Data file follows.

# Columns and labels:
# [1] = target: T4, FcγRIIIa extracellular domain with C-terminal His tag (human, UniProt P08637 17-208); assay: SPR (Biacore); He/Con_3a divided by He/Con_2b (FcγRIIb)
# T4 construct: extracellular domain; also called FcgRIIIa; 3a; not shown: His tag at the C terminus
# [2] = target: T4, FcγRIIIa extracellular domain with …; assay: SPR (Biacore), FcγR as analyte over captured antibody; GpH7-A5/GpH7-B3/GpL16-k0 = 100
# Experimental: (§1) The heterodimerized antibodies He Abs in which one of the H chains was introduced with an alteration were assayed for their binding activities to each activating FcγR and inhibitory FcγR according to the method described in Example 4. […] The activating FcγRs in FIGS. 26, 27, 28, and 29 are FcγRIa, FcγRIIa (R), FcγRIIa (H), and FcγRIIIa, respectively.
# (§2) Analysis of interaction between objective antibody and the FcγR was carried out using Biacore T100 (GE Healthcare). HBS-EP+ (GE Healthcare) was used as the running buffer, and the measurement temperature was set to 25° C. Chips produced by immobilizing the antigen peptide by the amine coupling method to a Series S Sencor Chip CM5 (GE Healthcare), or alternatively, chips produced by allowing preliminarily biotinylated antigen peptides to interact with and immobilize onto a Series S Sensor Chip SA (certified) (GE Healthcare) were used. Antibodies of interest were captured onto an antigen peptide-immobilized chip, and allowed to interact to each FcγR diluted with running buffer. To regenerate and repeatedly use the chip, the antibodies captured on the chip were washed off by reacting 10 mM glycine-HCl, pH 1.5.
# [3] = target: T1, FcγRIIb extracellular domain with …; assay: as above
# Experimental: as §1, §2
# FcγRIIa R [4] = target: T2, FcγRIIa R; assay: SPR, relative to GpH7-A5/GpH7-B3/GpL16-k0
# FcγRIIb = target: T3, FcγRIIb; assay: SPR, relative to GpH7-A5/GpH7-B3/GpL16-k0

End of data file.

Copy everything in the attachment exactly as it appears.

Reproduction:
# Columns and labels:
# [1] = target: T4, FcγRIIIa extracellular domain with C-terminal His tag (human, UniProt P08637 17-208); assay: SPR (Biacore); He/Con_3a divided by He/Con_2b (FcγRIIb)
# T4 construct: extracellular domain; also called FcgRIIIa; 3a; not shown: His tag at the C terminus
# [2] = target: T4, FcγRIIIa extracellular domain with …; assay: SPR (Biacore), FcγR as analyte over captured antibody; GpH7-A5/GpH7-B3/GpL16-k0 = 100
# Experimental: (§1) The heterodimerized antibodies He Abs in which one of the H chains was introduced with an alteration were assayed for their binding activities to each activating FcγR and inhibitory FcγR according to the method described in Example 4. […] The activating FcγRs in FIGS. 26, 27, 28, and 29 are FcγRIa, FcγRIIa (R), FcγRIIa (H), and FcγRIIIa, respectively.
# (§2) Analysis of interaction between objective antibody and the FcγR was carried out using Biacore T100 (GE Healthcare). HBS-EP+ (GE Healthcare) was used as the running buffer, and the measurement temperature was set to 25° C. Chips produced by immobilizing the antigen peptide by the amine coupling method to a Series S Sencor Chip CM5 (GE Healthcare), or alternatively, chips produced by allowing preliminarily biotinylated antigen peptides to interact with and immobilize onto a Series S Sensor Chip SA (certified) (GE Healthcare) were used. Antibodies of interest were captured onto an antigen peptide-immobilized chip, and allowed to interact to each FcγR diluted with running buffer. To regenerate and repeatedly use the chip, the antibodies captured on the chip were washed off by reacting 10 mM glycine-HCl, pH 1.5.
# [3] = target: T1, FcγRIIb extracellular domain with …; assay: as above
# Experimental: as §1, §2
# FcγRIIa R [4] = target: T2, FcγRIIa R; assay: SPR, relative to GpH7-A5/GpH7-B3/GpL16-k0
# FcγRIIb = target: T3, FcγRIIb; assay: SPR, relative to GpH7-A5/GpH7-B3/GpL16-k0